LARGO — The Challenge Knot trick requires you to tie a knot without removing your hands from either end of the rope. With a little bit of magic and a lot of effort, Matthew Hanna mastered it.
It was not an easy task for the 17-year-old, who is recovering from a debilitating brain injury sustained when a bike he was riding was hit by a car. The rope slipped from his fingers during the first three attempts, but on the fourth, Hanna held up the knot for his friends to see. He grinned from ear-to-ear.
"I'm a magician now,'' he said.
On Jan. 20, Hanna was one of about 10 residents on hand for magician Kevin Spencer's visit to the Children's Center at Sabal Palms.
Spencer, who performs with his wife, Cindy, as Spencer's Theatre of Illusion, was in town to perform at the Largo Cultural Center. He stopped by the Children's Center, a long-term skilled nursing home for youth and young adults who are profoundly disabled, to present "Healing of Magic.'' The program is designed to incorporate magic tricks into physical and occupational therapy programs.
The kids witnessed what Spencer had up his sleeve as well as how to do a few classic tricks.
They also got duped into a therapy session.
"By teaching magic, I like to say that we are sneaking in therapy through the back door,'' Spencer said. "The act of doing magic helps patients work on their motor skills, helps with self-esteem, and even helps them relearn social skills, conversational skills, too.''
Although he cherishes his work performing with his wife on stage, Healing of Magic is the endeavor closest to his heart, he said.
In 1986, when Spencer was traveling to a show, his car was hit by a semitrailer truck.
"I woke up in neurological intensive care,'' he said.
He realized he couldn't walk.
"I was Matthew about 20 years ago,'' he said.
He endured a year of physical and occupational therapy. Gradually, with the help of the staff in the rehabilitation department of Virginia Baptist Hospital in Lynchburg, Va., he took steps with a walker. After nine months, he graduated to a cane.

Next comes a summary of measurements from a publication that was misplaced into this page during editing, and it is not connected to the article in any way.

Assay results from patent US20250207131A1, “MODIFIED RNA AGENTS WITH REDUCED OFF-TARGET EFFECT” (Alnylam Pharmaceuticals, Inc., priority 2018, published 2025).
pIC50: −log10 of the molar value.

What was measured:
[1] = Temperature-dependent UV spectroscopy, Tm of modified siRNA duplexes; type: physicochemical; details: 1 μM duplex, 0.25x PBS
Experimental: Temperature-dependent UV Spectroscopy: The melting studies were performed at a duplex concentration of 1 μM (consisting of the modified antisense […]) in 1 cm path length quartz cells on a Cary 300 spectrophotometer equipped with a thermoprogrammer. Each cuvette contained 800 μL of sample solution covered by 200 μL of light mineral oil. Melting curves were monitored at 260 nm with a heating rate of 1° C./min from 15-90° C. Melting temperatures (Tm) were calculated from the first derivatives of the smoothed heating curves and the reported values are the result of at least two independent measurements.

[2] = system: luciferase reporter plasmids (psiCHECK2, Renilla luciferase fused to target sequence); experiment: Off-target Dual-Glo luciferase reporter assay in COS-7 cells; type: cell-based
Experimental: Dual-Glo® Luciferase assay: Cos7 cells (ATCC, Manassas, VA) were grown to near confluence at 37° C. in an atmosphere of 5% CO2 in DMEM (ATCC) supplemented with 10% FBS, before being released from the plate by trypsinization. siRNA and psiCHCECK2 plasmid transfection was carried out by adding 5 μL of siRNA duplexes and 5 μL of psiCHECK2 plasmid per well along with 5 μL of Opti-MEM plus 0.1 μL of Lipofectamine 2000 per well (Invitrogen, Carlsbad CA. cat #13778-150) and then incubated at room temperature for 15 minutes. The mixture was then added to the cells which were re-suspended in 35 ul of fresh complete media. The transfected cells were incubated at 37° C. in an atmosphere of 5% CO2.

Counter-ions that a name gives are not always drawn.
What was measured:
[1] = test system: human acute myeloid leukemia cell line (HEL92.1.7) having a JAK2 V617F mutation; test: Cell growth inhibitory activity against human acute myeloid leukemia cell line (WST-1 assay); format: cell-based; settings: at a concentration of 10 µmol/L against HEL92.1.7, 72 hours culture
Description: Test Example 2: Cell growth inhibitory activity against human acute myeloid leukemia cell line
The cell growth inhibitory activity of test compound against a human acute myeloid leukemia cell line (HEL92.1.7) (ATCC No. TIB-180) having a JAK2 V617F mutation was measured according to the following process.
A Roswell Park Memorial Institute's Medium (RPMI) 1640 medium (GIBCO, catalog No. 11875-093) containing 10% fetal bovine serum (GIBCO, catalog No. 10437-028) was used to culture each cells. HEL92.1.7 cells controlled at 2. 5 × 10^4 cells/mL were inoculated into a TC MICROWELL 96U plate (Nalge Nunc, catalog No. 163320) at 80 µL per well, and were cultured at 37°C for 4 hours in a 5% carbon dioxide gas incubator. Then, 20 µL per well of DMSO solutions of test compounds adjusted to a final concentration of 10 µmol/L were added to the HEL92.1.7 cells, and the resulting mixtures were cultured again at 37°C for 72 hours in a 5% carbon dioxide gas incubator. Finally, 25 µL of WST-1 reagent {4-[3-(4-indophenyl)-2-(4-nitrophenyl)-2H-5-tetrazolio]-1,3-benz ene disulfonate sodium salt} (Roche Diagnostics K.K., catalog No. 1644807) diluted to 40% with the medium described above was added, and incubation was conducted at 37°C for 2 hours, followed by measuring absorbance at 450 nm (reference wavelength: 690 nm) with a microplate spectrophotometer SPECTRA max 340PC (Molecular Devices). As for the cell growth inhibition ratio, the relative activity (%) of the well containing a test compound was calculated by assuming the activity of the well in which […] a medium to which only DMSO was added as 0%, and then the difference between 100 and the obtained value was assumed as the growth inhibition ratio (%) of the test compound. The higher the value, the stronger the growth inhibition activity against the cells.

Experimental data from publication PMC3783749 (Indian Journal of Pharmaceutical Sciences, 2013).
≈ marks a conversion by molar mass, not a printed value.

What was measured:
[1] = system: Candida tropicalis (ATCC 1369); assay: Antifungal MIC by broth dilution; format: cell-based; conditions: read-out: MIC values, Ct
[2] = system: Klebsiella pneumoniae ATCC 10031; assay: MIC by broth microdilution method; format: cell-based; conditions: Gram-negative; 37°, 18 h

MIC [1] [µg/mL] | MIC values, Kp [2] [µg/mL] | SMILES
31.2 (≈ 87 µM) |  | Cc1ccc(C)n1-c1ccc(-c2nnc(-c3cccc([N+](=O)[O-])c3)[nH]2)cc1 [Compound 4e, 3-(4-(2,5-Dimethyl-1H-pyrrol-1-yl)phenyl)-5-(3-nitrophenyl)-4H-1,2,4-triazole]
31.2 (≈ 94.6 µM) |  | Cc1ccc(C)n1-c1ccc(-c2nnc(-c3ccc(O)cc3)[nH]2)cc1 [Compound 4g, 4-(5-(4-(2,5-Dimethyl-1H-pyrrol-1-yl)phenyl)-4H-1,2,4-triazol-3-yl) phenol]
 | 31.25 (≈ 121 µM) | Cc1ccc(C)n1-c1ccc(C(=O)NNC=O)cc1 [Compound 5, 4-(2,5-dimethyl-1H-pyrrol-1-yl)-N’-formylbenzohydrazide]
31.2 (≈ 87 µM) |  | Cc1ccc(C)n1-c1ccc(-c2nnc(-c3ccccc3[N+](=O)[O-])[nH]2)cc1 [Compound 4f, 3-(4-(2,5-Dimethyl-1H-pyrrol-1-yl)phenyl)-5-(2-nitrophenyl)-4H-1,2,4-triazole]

"What I kept remembering about my rehabilitation as a long-term patient was how bored I was by the therapy,'' said Spencer, who holds a clinical psychology degree from the University of Tennessee-Chattanooga. "I understood it was necessary, but when I got better, I approached the therapists at the hospital to see if they'd help me put magic tricks into rehab.' ''
Dylan Mattimore, 9, lives at the Children's Center because of the medical care required for his muscular dystrophy, said Brenda Legge, pediatric nurse and manager at the Children's Center. At night, he sleeps attached to a ventilator to help with his breathing.
During the lesson, Dylan raced back and forth, urging the magician to continue coming up with tricks.
"Learning this magic is so awesome,'' he said.
The magician taught Dylan a trick called Linking Paper Clips.
It involves a dollar bill and two paper clips. After several minutes of working with the dollar bill, Dylan stretched the money apart. The paper clips magically linked together.
"In that trick, people are using both cognitive and perception skills,'' said Spencer. "But as important as that is just how big that guy was smiling. That's what this is all about.''
Leigh Bullen, the life enrichment director at Sabal Palms, was thrilled to see the excitement generated from the program. She believes the magic served as great sensory stimulation. "It can help open up their imagination,'' she said.
For Spencer, the accident more than 20 years ago pops up in his memory at a moment's notice. "What it means to be here, to be able to work with these kids, is indescribable,'' he said.
And for those who still have a long road ahead, what advice does he want to share?
"Never limit yourself. You never know what you're capable of.''
Piper Castillo can be reached at firstname.lastname@example.org or (727) 445-4163.